Given the difficulties dealing with technical disclosure issues and technical reports in the middle of an offering, the pre-filing review program allows mining issuers to be proactive in clearing technical disclosure prior to launching an offering. It also enables mining issuers to meaningfully engage with regulators with respect to the currency of previously filed technical reports to support a public offering.
Resource estimate disclosure expectations
On June 4, 2020, the CSA announced the publication of CSA Staff Notice 43-311, which summarized the results of a review on mineral estimate disclosure in 86 technical reports. The review found that most disclosure in relation to mineral resource estimates (MRE) was satisfactory. The staff notice is intended to provide issuers and qualified persons (QP) with a degree of certainty about how securities regulatory authorities assess disclosure of MRE in technical reports. It provides specific guidance intended to assist issuers to address areas of deficient disclosure identified by the review and potentially reduce the need for regulatory intervention.
The CSA identified the following areas where they found the MRE disclosure to be inadequate:
- Reasonable prospects for eventual economic extraction (Reasonable Prospects): A mineral deposit is not a mineral resource unless it has demonstrated Reasonable Prospects. Some technical reports lacked adequate disclosure with respect to metal recoveries, assumed mining and processing methods and costs, and constraints applied to the MRE to demonstrate that the mineralized material had the potential to be mined and processed economically.
- Data verification: Data used to support an MRE needs to be adequately verified and determined suitable by the QP for use in the MRE. It is common for mineral projects to pass through the hands of several property holders, each generating exploration and drilling data. Using legacy data from former operators is legitimate, but this data needs careful verification that is documented in the technical report.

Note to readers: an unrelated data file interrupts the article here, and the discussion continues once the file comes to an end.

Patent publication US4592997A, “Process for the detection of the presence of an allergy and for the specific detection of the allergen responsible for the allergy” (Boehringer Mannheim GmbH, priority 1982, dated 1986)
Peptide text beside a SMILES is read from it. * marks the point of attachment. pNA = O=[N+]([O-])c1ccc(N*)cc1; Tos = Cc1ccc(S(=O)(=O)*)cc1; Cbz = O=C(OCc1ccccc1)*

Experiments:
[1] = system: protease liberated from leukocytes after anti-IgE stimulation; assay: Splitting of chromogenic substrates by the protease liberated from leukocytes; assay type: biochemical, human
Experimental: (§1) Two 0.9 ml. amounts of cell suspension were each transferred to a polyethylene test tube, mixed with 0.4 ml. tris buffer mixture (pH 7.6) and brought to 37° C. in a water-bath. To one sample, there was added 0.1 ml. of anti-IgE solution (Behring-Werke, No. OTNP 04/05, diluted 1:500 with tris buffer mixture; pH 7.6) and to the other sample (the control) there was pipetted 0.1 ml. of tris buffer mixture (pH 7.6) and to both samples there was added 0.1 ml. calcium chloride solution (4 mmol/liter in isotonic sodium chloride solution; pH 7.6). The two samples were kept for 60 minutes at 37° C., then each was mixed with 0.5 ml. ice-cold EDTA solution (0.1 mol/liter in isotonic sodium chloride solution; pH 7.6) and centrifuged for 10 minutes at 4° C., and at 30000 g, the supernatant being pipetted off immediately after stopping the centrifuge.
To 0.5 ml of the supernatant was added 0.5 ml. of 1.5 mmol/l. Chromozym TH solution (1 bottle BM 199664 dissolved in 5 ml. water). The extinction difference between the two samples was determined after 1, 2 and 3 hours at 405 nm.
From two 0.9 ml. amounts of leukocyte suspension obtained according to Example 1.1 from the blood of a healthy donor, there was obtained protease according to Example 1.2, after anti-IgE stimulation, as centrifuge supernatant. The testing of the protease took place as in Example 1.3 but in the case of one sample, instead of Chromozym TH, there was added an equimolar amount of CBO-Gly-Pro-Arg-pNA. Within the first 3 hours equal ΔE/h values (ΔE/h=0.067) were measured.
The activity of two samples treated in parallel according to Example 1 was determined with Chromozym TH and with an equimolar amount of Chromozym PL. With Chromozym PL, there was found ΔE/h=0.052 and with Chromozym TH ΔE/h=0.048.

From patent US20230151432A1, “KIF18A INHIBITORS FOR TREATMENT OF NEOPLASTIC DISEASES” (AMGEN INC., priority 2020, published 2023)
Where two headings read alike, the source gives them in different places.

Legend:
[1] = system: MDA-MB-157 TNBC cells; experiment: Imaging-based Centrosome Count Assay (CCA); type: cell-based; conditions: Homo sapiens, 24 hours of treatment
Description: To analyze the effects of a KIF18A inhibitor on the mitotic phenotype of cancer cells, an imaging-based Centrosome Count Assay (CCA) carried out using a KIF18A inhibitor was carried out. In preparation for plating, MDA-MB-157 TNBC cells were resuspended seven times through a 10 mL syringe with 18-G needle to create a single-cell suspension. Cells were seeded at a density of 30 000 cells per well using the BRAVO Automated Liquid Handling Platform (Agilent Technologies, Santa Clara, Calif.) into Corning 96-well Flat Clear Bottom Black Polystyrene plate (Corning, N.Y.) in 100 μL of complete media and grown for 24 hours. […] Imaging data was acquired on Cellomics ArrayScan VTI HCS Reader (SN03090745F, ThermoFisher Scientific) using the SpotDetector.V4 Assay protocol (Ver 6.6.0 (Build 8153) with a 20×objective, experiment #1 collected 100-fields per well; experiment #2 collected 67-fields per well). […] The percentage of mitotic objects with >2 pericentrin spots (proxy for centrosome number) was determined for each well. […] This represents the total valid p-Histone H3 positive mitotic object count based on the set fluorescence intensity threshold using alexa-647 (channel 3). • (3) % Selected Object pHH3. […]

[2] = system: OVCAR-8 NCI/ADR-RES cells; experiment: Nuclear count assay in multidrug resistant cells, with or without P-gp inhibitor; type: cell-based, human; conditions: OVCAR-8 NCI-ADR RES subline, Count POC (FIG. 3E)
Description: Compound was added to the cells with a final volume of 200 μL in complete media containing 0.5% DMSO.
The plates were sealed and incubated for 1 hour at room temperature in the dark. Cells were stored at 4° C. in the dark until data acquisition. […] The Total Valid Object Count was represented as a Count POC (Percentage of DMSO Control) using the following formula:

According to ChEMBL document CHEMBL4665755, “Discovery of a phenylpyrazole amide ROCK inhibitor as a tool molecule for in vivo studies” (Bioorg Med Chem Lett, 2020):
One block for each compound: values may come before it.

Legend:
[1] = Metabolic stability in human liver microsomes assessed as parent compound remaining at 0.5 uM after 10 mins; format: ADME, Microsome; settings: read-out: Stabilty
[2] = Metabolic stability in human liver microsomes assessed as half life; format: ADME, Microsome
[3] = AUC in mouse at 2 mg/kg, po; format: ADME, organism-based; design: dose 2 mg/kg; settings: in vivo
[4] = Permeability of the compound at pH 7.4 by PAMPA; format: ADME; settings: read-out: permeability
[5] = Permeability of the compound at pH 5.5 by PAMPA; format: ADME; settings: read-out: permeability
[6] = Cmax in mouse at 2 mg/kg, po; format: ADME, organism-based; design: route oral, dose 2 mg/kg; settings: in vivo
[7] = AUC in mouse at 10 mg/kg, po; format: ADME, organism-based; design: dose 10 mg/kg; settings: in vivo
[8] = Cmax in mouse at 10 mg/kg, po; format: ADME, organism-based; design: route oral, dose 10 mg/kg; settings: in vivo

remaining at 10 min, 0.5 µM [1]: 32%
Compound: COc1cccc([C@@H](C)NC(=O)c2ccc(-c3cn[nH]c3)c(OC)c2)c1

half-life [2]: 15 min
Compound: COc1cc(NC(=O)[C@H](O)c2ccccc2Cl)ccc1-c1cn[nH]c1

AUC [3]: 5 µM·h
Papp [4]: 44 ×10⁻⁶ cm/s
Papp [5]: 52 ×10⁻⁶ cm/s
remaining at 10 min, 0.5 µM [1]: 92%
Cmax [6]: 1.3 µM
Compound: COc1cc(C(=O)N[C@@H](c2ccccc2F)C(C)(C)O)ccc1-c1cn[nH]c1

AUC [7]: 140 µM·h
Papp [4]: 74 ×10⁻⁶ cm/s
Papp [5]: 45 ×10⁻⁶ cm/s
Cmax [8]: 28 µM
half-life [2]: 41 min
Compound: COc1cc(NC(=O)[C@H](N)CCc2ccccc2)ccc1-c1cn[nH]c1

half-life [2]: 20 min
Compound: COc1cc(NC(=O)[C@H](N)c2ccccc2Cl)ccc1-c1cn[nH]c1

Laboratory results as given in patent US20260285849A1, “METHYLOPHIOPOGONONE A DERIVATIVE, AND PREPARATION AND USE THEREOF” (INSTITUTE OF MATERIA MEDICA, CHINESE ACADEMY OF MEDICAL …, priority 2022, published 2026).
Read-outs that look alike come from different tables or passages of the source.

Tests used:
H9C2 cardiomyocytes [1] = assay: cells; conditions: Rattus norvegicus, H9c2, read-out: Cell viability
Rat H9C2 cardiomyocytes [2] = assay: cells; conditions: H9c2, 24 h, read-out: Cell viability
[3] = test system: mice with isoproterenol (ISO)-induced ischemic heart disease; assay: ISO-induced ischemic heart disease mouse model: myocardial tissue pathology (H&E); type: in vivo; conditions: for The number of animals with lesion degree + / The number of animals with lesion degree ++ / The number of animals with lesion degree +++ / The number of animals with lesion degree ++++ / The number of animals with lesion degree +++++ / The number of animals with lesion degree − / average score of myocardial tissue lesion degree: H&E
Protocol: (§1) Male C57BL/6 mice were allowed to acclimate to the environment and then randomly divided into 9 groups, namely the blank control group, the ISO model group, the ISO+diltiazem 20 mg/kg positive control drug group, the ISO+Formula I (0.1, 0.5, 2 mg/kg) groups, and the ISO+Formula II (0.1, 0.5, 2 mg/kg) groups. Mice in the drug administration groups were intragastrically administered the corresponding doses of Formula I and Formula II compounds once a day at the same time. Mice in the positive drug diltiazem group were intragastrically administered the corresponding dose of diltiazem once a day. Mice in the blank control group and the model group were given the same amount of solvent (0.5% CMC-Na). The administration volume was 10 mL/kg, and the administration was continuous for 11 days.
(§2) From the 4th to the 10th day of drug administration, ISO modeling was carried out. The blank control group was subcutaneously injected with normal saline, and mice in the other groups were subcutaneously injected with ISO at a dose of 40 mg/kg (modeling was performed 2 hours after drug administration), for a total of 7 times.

- Risk factors: Each mineral project has its own set of risks, any of which could affect the MRE. Many technical reports only provided boilerplate disclosure about potential risks and uncertainties that are generic to the mining industry. Failure to set out meaningful known risks specific to the mineral project may make MRE disclosure potentially misleading.
- Sensitivity to cut-off grade: Variations to the cut-off grade to indicate the relative robustness of the MRE can be useful information. However, all estimates resulting from each of the cut-off grade scenarios must meet the test of Reasonable Prospects and the base case or preferred scenario must be highlighted.
In providing the notice, the CSA has indicated that these will be areas of focus going forward. As market conditions improve and more capital comes back into the mining sector, we anticipate more regulatory scrutiny of disclosure of mineral resource estimates. Issuers are advised to carefully review their technical disclosure, discuss it with their QPs and external counsel, and consider the need for improvements to head off any potential regulatory issues.
Given robust commodity prices and positive market sentiment, we expect that 2021 will bring continued activity across the mining sector. Considering their prominence in the Canadian market, gold issuers are likely to drive capital raising and project exploration and development. New discoveries will ultimately be critical in order to sustain long-term strength in the industry and to promote the much needed growth of new companies. At the same time, while 2019 and early 2020 saw a number of M&A transactions, consolidation slowed as a result of the COVID-19 pandemic, although the mining sector was not significantly affected as operating mines and exploration projects managed to continue working. Hopefully the industry will continue this resilience in 2021 and issuers looking to transact will find a way to do so safely.